One of the breakout gems of this year's Frightfest - and one which absolutely should have been playing on the Main screen - Youssef Delara and Victor Teran's Snap keenly asks the question - can someone be beyond help? Jim Whitman (Jake Hoffman) is a socially awkward musical genius, who spends most of his time in his apartment, cutting the very dubstep tracks which have made him a sensation online, while his exterior life harbours a pervasive, consuming schizoprehnia that threatens to destroy any sense of normality he seeks. When Jim boldly pursues his crush, kindly social worker Wendy (Nikki Reed), things begin to spiral well and truly out of control. Snap is a cold, hard slap in the face, an extremely stylish psychological thriller, featuring discordant editing for maximum visceral intensity, and a pulsing dubstep soundtrack that will by its nature prove divisive with audiences. Much of the mystery here pertains to Jim's childhood, and how a heinous event continues to resurface by way of the mysterious Jake (Thomas Dekker), a vivid presence inside Jim's head who continually bullies Jim and chips away at his self-esteem, leading to violent outbursts. Indeed, some truly wince-inducing moments abound, namely one involving a screwdriver and an ear canal, maintaining a persistent level of dread right through to its eerily ambiguous finale. Though not all of the plot strands quite coalesce - Scott Bakula's social worker character never fully comes into the fold - this is a smart, stylish psychological thriller boosted by stellar performances and a unique engagement with its schizophrenic protagonist.
The latest attempt to bring a Nordic noir novel to the screen - this time from author Lars Kepler - was Sweden's entry into this year's Oscar race, which failed to make the shortlist despite the best efforts of veteran filmmaker Lasse Hallström, who continues to demonstrate his extraordinary versatility as a filmmaker, even if the material can't quite keep up with him. The Hypnotist begins with a triple murder, all occurring within the same family, while one son remains in critical condition in hospital. With the killer yet to be brought justice, there's the justifiable fear that the family's surviving daughter will be next for the chop, and so Detective Inspector Joona Linna turns to controversial hypnotist Erik Maria Bark to help him uncover the comatose son's memories of the attack. If it seems by the title that this will be anything but a generic crime procedural, then it did a good job fooling you, because hypnotism encompasses so little of what this movie is about, especially in the first half. There are some nice ideas - namely the fallacy of a hypnotist accidentally implanting memories - but Hallström fails to go anywhere truly interesting with them, instead opting for a thoroughly formulaic if nicely shot thriller. If the ridiculousness of the hypnotism premise - namely the ease with which Erik is able to put someone under - is a little much to take, it's in firm contrast to the drab drama of Erik's private life, namely his uneasy marriage to Simone (Lena Olin), which pads the film out to bloated 117 minutes. It boasts a decent enough mid-film twist, though also becomes a disappointingly familiar serial killer flick in its final act, dawdling along to a typically snow-topped Scandinavian finale. An inoffensive enough Nordic thriller that nevertheless completely blows its interesting premise.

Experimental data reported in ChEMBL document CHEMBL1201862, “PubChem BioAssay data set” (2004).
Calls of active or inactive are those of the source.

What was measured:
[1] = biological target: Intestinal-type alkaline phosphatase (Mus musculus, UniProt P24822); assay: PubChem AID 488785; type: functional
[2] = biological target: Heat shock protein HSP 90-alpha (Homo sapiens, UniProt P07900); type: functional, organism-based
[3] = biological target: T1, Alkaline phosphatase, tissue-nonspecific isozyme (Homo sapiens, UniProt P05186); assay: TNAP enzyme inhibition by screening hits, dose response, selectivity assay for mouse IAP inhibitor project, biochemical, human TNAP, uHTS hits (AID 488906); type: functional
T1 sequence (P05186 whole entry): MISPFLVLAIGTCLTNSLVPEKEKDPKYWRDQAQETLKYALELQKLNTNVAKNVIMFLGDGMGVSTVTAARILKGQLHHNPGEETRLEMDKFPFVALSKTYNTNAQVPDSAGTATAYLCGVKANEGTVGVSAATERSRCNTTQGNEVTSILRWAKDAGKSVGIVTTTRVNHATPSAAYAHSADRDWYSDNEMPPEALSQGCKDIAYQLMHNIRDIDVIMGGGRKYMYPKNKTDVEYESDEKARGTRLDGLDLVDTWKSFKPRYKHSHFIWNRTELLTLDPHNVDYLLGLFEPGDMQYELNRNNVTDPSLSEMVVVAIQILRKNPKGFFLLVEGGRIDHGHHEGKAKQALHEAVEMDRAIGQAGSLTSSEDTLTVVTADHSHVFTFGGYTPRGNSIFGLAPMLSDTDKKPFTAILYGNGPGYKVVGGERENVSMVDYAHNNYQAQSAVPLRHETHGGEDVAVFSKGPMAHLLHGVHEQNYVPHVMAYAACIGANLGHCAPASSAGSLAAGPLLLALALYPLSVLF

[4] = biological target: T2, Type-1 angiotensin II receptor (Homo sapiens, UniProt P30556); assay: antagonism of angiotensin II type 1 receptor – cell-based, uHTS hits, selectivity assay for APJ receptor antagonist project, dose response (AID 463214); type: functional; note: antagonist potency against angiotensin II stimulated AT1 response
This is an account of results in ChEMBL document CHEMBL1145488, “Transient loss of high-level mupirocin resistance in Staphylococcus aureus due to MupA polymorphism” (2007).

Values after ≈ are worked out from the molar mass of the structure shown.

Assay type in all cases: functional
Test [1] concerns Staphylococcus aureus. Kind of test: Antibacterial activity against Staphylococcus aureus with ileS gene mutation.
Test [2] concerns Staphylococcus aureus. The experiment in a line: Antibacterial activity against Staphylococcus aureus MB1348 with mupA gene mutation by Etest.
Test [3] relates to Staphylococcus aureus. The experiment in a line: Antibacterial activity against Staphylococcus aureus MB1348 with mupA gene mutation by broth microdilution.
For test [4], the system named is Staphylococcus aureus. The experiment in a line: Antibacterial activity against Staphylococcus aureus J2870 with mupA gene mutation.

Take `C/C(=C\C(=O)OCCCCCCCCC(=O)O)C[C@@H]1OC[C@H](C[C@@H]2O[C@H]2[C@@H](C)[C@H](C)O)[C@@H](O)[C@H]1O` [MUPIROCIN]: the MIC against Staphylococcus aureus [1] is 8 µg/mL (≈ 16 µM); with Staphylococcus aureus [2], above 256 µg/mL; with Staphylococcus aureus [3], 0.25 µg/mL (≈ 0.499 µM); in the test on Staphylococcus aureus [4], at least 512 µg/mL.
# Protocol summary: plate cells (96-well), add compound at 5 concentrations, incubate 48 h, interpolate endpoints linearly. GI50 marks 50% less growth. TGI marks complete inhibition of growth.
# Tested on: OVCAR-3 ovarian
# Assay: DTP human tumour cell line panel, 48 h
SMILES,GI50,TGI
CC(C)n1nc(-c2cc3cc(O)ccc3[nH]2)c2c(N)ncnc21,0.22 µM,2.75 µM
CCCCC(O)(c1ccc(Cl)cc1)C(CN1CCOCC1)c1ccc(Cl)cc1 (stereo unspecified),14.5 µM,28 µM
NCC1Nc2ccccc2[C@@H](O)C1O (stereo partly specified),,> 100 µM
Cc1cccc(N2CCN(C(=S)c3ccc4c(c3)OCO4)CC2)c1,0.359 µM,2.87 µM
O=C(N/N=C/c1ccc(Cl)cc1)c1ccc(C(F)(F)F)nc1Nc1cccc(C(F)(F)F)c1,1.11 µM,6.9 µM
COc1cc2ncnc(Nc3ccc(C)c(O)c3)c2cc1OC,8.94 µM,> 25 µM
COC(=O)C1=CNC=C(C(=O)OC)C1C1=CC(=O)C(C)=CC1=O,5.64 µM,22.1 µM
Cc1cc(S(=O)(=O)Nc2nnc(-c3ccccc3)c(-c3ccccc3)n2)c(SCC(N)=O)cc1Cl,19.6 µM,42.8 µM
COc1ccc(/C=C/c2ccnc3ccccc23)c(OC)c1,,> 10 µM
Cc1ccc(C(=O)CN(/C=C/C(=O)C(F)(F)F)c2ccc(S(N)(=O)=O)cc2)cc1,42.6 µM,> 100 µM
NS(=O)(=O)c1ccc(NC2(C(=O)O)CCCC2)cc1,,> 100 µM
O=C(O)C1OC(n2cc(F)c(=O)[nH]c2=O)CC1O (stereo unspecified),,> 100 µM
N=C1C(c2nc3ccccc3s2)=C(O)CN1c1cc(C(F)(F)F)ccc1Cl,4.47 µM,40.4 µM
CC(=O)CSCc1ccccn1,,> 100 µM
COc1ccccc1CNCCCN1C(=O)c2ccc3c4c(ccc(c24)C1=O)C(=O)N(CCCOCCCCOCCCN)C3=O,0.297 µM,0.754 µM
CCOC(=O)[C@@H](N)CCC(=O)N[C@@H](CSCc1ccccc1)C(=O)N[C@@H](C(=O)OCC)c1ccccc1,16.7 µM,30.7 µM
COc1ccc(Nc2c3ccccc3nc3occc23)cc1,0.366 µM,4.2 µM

Frequently sleep-deprived film addict and video game obsessive who spends more time than is healthy in darkened London screening rooms. Follow his twitter on @ShaunMunroFilm or e-mail him at shaneo632 [at] gmail.com.